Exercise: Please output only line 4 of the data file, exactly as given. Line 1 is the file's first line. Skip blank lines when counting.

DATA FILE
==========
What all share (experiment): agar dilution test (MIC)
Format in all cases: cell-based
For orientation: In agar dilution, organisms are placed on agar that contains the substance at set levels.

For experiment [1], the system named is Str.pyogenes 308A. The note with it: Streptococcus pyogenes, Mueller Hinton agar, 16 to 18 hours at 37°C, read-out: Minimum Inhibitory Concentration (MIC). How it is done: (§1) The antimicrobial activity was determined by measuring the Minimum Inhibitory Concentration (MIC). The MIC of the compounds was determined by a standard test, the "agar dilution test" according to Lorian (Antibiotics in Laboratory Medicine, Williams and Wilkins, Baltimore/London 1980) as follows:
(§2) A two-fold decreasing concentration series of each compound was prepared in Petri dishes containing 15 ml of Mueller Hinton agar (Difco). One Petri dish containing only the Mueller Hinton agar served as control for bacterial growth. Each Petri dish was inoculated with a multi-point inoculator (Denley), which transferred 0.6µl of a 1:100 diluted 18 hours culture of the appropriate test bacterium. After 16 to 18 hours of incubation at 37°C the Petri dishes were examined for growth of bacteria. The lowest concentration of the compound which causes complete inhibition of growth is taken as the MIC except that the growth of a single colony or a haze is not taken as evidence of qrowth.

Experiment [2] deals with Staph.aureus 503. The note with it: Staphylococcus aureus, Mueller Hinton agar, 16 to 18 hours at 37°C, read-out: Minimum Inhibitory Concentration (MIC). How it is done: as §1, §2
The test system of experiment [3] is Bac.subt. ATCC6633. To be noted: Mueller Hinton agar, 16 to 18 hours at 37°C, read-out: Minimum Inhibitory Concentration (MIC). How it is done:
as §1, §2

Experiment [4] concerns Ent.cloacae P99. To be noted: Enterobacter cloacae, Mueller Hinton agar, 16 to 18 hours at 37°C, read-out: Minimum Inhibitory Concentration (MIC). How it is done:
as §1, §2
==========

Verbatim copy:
For experiment [1], the system named is Str.pyogenes 308A. The note with it: Streptococcus pyogenes, Mueller Hinton agar, 16 to 18 hours at 37°C, read-out: Minimum Inhibitory Concentration (MIC). How it is done: (§1) The antimicrobial activity was determined by measuring the Minimum Inhibitory Concentration (MIC). The MIC of the compounds was determined by a standard test, the "agar dilution test" according to Lorian (Antibiotics in Laboratory Medicine, Williams and Wilkins, Baltimore/London 1980) as follows: